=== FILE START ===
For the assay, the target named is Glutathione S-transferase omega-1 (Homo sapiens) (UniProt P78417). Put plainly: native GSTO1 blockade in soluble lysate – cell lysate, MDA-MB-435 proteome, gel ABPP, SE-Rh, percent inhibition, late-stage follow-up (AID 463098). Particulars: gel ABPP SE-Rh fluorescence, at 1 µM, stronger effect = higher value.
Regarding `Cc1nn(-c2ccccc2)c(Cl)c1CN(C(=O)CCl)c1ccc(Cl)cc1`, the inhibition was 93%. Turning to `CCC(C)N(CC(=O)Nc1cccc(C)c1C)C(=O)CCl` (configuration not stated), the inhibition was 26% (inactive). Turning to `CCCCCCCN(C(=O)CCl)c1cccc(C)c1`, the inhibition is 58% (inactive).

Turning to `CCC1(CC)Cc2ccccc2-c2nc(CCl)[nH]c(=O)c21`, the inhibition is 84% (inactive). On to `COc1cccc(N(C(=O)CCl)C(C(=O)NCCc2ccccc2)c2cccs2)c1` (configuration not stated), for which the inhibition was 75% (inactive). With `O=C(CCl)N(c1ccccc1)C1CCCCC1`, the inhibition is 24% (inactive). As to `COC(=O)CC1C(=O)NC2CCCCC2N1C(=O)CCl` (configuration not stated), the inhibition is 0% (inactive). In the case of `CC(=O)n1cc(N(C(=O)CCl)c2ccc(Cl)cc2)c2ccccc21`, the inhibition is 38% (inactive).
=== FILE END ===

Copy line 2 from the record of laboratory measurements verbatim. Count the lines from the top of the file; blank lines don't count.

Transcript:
Regarding `Cc1nn(-c2ccccc2)c(Cl)c1CN(C(=O)CCl)c1ccc(Cl)cc1`, the inhibition was 93%. Turning to `CCC(C)N(CC(=O)Nc1cccc(C)c1C)C(=O)CCl` (configuration not stated), the inhibition was 26% (inactive). Turning to `CCCCCCCN(C(=O)CCl)c1cccc(C)c1`, the inhibition is 58% (inactive).